5 Ways Birth Control Can Trip Up Your Love Life


Private Eyes

Women's eyes don't get as sexually excited on birth control.
Women's eyes don't get as sexually excited on birth control.
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Research has found that women at their monthly peak of fertility unconsciously engage in certain self-embellishing behaviors, such as shopping and more provocative dressing [source: University of Minnesota]. Evolutionary biologists attribute these ovulation-specific patterns to humans' innate imperative to reproduce. By that logic, when the female body is most primed to become impregnated, it sends out readiness signals to surrounding men and also heightens the woman's awareness of potential suitors.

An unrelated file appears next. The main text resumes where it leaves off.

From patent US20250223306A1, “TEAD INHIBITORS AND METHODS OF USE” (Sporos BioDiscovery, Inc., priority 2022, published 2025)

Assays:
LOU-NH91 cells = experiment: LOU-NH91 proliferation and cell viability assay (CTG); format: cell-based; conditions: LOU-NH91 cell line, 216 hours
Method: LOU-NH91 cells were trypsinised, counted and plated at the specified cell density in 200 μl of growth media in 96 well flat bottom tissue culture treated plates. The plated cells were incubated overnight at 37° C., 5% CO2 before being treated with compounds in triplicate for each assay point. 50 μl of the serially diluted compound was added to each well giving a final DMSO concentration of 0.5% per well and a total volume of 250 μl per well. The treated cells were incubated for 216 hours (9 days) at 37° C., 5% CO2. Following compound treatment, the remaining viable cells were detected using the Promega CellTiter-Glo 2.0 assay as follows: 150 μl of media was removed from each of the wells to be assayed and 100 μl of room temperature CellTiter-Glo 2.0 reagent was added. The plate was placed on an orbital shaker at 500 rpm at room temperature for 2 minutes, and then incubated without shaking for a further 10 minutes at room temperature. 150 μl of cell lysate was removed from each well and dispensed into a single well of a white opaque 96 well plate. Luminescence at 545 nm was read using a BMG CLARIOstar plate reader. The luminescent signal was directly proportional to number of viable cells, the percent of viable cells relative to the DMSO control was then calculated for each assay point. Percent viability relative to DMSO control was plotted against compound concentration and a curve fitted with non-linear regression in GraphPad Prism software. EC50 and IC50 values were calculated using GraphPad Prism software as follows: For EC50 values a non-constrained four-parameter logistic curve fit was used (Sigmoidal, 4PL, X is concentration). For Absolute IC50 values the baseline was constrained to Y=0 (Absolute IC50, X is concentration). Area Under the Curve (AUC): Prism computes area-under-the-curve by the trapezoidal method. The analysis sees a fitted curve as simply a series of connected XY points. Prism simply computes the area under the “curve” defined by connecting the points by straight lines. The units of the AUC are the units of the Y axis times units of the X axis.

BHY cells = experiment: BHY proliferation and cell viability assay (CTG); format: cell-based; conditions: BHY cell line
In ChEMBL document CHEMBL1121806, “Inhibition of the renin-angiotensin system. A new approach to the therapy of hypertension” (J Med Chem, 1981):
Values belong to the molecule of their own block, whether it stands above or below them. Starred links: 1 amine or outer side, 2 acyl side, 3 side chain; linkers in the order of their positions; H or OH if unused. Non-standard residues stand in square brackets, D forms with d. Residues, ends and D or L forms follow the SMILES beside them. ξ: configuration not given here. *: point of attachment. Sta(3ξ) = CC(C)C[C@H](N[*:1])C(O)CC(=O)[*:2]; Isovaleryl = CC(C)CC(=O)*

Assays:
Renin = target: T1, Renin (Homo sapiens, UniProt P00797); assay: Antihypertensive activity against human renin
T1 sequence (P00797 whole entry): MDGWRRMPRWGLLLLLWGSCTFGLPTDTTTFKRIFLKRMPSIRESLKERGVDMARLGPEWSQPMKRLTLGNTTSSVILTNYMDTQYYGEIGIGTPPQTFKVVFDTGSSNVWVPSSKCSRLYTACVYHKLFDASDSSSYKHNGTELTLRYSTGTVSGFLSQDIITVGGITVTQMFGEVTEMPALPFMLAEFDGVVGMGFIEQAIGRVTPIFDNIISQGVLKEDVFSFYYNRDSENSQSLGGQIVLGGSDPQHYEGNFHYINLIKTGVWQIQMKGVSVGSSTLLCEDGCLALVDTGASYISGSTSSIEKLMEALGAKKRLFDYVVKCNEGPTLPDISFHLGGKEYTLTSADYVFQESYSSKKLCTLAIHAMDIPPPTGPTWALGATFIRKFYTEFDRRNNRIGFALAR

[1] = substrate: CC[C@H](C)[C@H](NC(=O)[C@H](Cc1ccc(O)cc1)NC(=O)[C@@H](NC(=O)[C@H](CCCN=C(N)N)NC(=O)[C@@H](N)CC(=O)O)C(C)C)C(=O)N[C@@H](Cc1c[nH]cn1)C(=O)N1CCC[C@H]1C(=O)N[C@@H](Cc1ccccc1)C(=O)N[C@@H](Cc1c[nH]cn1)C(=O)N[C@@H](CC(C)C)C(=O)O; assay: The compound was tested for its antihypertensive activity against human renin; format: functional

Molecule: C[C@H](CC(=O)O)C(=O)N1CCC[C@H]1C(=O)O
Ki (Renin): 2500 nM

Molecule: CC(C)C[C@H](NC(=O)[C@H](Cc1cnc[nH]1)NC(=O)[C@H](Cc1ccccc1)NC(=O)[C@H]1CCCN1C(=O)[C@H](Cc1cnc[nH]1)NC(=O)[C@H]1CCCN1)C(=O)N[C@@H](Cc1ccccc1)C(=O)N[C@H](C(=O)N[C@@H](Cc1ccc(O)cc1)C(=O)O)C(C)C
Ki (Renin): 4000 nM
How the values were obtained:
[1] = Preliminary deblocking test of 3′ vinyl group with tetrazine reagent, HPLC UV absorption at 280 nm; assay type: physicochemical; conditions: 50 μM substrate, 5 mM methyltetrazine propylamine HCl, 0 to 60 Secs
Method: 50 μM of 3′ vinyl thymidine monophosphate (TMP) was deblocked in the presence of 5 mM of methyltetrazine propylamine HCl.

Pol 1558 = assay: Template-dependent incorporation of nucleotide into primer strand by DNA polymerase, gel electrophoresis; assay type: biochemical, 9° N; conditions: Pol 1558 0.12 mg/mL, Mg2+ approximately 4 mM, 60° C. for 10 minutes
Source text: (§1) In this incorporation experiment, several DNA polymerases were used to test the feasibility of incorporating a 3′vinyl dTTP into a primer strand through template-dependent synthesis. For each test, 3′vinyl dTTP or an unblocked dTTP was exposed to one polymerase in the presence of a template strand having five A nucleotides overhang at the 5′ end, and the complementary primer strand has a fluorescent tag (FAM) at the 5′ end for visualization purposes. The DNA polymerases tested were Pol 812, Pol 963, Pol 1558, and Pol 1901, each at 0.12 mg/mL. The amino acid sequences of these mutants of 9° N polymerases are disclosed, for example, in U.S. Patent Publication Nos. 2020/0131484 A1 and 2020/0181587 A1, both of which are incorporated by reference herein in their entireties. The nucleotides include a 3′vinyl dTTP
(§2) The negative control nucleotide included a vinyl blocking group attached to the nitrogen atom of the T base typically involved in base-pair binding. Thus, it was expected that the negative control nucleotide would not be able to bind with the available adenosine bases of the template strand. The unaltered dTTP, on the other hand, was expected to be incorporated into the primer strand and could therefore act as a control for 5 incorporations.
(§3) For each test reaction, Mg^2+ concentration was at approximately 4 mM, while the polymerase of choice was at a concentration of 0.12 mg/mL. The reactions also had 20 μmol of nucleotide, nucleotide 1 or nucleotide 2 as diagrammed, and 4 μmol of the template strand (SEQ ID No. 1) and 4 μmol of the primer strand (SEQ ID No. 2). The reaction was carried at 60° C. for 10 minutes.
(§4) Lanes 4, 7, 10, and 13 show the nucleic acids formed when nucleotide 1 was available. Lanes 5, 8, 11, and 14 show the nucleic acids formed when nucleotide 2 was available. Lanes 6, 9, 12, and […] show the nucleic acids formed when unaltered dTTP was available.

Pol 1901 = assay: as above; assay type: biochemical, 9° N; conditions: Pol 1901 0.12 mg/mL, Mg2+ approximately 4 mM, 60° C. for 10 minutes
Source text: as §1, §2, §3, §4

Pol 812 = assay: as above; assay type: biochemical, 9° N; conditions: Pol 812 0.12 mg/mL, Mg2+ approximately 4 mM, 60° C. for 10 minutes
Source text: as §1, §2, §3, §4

For instance, psychologists at the University of Trom in Norway tracked women's pupil dilation, a physiological response to attraction, at multiple intervals during their menstrual cycles. Viewing a series of sexually stimulating photographs each time, participants' pupil dilation was most pronounced during the women's ovulatory phase -- unless they were taking oral birth control [source: Laeng and Falkenberg]. Women on the pill demonstrated no such additional stimulation, even in response to a photo of their current sexual partner. Granted, pupil dilation or lack thereof likely doesn't make or break a someone's love life, but it's nevertheless a benign indicator of how hormonal contraception possibly trifles with sexual response.